Now lest you think I may just be griping too much about how much this show seemed a disappointment to me, let me tell you some specifics that got me feeling that this show was little more than a rip-off:
A box of 525 rounds of CCI Blazer .22LR had an asking price $30. This is one of the cheapest varities of .22LR ammo out there. I did an online search and found it advertised in a few places at less than $20 for the exact same thing. Even if you had to pay shipping it would be cheaper than the asking price at the show - and remember I had to pay almost $10 in tolls, gas money for a 150 plus mile round trip, and an entry fee to the show.
Boxes of Wolf 7.62x39 FMJ ammunition ( the stuff in the black boxes) going for $13 per box of 20 rounds. That would make a case of 1,000 go for $650 if the boxes from a case were sold individually. This dealer tried to explain to me that 500 rounds often passed as a full case nowadays with regard to this specific ammo. I don't know what dark hole he pulled that information out of, but it had to be a smelly one. Sure another dealer had the same exact ammo for sale at much less, I think it was $8.00 per box which may not be too bad selling it by individual box but I still cannot imagine the audacity of one of them asking $13 per box.
A box of CCI Mini Mag .22LR solid point, 100 rounds for $10, the price went up top $12 a few minutes later - and I later heard this particular dealer complaining to another that he was not selling anything. I do not wonder why! I can get these for $7.17 at Sportsmansguide.com without my Buyer's Club Advantage savings.
30 round AK magazines going for $20 apiece. Bear in mind these are not gun stores selling this stuff, this was a gun show vendor who had no business cards for a real storefront business ( I asked him for one and he said he was just a show vendor). I can easily find AK mags in just as excellent condition at online dealers for: $9.95 - see Aim Surplus. Note they had no AKs for sale, apparently they were banned in CT.
New Rifles - if there were more than 40 brand new rifles - as in not used - on display and for sale at this show I would be amazed - and come to think of it I would be surprised if there were more than 30.
Now there was a high point to the show, that was when my friend Pete K. showed up at about 1000. I introduced Brendan to Pete and we all three walked around again and again looking at stuff, and we chewed the fat. It is always nice to see Pete K whenever I have the opportunity. He retired from my job a few years back already, and I can truly say he was one of the better people I have ever met in my 30 year career (well it will be 30 years next month). He is a true gentleman and a patriot as well as a good friend. Sadly Pete dd not have time for a beer and lunch and we parted ways all to soon.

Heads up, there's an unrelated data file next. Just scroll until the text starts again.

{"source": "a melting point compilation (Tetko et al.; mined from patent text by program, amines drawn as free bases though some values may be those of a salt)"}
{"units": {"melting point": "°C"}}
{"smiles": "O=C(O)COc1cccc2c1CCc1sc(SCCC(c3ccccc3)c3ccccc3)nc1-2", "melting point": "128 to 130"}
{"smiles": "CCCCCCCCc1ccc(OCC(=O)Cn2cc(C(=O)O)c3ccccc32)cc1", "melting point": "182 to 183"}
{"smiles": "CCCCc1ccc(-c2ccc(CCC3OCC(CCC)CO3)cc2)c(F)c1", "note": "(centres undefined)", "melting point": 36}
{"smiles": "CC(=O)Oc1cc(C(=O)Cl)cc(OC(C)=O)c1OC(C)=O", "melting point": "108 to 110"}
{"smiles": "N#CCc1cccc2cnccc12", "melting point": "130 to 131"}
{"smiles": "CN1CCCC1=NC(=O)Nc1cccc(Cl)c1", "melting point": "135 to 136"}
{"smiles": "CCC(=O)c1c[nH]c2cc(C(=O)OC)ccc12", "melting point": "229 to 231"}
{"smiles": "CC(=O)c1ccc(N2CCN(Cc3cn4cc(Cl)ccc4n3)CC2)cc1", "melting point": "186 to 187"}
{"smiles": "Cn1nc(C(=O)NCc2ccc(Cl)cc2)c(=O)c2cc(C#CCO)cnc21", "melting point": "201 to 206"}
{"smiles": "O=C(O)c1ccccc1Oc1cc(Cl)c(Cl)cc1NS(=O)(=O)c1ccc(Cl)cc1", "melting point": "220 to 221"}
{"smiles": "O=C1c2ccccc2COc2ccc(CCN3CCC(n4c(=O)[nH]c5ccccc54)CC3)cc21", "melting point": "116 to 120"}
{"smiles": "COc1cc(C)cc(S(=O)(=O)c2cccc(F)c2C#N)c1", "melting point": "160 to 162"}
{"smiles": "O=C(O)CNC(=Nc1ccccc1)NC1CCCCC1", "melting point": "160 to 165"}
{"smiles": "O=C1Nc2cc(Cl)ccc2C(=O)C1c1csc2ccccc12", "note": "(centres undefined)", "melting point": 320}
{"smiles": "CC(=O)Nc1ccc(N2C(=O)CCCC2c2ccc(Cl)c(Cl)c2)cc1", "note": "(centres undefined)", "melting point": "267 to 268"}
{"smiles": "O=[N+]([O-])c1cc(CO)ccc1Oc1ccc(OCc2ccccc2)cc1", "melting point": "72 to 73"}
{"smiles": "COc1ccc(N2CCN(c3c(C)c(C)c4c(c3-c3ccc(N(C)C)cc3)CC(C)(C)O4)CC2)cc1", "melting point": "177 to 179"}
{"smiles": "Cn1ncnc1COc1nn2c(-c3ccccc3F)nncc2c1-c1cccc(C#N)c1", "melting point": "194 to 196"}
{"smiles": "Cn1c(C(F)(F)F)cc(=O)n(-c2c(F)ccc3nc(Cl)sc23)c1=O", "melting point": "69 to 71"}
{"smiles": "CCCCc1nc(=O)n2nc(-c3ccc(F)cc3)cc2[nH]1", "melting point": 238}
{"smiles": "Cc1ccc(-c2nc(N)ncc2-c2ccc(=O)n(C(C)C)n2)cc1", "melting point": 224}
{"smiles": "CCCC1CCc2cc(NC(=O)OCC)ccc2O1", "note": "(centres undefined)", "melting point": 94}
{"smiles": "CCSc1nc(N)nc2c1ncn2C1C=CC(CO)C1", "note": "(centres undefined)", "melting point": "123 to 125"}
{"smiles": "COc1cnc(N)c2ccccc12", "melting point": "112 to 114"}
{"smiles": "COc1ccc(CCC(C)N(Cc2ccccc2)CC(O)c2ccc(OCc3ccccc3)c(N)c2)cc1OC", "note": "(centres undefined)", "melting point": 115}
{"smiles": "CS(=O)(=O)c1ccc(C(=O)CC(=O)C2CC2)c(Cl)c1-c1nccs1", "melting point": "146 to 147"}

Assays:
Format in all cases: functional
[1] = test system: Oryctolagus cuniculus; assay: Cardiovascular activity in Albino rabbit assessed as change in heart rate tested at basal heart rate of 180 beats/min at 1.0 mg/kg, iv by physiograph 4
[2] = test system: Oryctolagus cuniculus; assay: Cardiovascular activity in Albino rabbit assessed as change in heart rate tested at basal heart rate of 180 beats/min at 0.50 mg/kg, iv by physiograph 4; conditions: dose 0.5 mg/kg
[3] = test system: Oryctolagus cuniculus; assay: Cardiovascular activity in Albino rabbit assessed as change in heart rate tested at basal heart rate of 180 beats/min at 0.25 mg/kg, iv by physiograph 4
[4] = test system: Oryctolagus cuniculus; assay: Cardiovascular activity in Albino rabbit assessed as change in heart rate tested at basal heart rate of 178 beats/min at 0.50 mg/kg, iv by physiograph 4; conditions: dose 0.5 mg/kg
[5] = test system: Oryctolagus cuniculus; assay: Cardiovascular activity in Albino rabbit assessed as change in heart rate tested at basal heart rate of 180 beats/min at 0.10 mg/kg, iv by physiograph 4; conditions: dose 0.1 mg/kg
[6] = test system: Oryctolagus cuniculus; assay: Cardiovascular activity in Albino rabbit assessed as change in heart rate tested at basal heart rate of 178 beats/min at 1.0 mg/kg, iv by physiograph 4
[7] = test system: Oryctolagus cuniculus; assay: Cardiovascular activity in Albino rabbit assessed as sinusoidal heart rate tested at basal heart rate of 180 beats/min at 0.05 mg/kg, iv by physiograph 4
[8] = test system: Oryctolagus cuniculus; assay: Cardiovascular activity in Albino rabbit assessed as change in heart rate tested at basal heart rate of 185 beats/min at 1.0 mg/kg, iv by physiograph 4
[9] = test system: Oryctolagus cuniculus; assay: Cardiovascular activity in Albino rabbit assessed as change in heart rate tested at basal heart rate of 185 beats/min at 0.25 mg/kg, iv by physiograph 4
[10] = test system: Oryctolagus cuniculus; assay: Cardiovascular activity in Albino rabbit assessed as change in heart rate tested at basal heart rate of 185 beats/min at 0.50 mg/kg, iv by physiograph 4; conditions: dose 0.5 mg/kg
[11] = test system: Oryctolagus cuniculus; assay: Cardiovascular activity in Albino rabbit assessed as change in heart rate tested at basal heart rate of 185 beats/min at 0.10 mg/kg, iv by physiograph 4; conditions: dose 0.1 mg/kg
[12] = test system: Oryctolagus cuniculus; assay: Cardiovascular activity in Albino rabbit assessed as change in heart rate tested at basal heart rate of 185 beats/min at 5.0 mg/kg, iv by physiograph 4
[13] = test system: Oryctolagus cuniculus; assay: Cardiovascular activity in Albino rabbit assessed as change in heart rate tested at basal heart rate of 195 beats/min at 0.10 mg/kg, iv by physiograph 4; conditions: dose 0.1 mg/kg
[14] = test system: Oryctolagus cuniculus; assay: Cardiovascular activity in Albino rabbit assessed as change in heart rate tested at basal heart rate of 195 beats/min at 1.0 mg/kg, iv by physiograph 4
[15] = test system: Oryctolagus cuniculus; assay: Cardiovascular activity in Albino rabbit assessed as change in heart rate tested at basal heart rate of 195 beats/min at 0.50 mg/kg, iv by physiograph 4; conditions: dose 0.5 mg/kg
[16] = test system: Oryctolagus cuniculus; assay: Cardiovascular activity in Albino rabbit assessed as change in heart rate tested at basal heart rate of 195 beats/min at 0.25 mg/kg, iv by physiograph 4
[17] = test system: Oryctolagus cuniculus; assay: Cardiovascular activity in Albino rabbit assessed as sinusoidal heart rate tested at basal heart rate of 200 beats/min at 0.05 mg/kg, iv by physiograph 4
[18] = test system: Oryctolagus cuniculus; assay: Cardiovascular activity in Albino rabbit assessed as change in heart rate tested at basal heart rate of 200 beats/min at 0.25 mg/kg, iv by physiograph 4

Brendan and I headed home with nothing to show for our time at the gun show, but at least with some good feelings of camaraderie between us and for Pete K. That made the trip to Danbury well worth it in my book, but next time I won't bother to stop at Big Al's Gun and Premier Knife Show - I'll just take the trip to visit my pal. Then again, there is another gun show coming up in September. This one, run by The NortheastGunShows.com and also referred to as the The Great Firearm & Knife Show will be held at the Orange County Fairgrounds in Middletown, NY on September 12 and 13, 2009. The show in Middletown has always been fair to good maybe even very good, and I am hopeful that Brendan and I will make that one too. We are both hopeful that Pete K as well as a few other of my friends from work (retired and current)can also make it. If you are thinking of going, here is a link to a $1.00 off coupon.
I anticipate that we will enjoy the Middletown show much better; as I said it has usually been a much better show than was the one we attended today.
All the best,
Socialism In Venezuela Nears The Endgame
11 hours ago